The uphill battle faced by personal injury firms after reforms to the civil claims process is graphically illustrated by the sorry tale of one collapsed firm.
According to a notice of administrator’s proposals published this week, claims firm Nesbit Law Group went from being a business posting £4m turnover in 2015 – and in profit as recently as 2015/16 – to losing around £1.8m in the past two years.
The business had traded since 2003 and was incorporated four years later, thriving until the introduction of civil justice reforms through the Legal Aid, Sentencing and Punishment of Offenders Act in 2013. Director Alan Nesbit opted to shift focus from straightforward RTA cases, for which fixed fees had been slashed, to more complicated matters where the defendant’s insurance company had alleged fraud.
The report, prepared by administrators Benny Woolrych and David Thornhill, states: ‘These cases were more profitable, however the volume of cases significantly reduced and the risk associated with each case, in addition to the time taken to convert, increased. The change in this business model impacted the LLP’s working capital at a time when the volume cases were in run-off causing significant cash flow problems.’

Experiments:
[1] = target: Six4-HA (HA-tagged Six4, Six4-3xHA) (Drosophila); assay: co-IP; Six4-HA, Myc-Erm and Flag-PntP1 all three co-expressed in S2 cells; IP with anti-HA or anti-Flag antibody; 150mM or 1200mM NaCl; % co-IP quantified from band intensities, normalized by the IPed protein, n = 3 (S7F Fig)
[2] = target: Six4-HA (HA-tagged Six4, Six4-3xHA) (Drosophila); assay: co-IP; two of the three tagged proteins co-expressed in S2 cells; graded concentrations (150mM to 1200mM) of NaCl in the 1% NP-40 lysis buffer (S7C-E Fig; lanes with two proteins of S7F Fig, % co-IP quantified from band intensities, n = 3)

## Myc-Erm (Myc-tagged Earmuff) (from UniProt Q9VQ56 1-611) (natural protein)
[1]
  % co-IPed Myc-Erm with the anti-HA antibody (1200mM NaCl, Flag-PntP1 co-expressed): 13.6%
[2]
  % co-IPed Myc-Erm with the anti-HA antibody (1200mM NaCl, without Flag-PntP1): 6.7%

The LLP’s heaadcount fell from 95 across 13 offices in April 2013, to 24 staff in four offices just three years later. By the time of administration last month, 20 people were employed at offices in Birmingham, Liverpool and Bury. All were made redundant following the appointment of administrators.
The report adds that in early 2016 the Bury office was flooded which resulted in the loss of several lucrative contracts leading to further cash flow issues.
Nesbit Law had around 900 ongoing cases which represented its work in progress: these have been sold to Manchester firm Precision Legal and to the panel of solicitors of specialist firm Recovery First. The deal with Precision is that the LLP will receive 25% of profit costs recovered, as well as 10% of any success fees.
The outlook for creditors owed money by the firm now looks bleak. The total estimated recovery is likely to be around £470,000, which will leave a shortfall to all creditors of more than £6.4m.
Unsecured creditors will receive just a fraction of the £4.9m due to them, including employees owed £152,000 in redundancy and notice pay. The LLP’s bank, Barclays, and its funding partner Doorway Capital are each expected to recoup just a fraction of the money owed.
Administrators’ fees are estimated at £150,000, while the law firms Walker Morris and JMW will receive £12,000 and £16,000 respectively for their legal work prior to the appointment of administrators.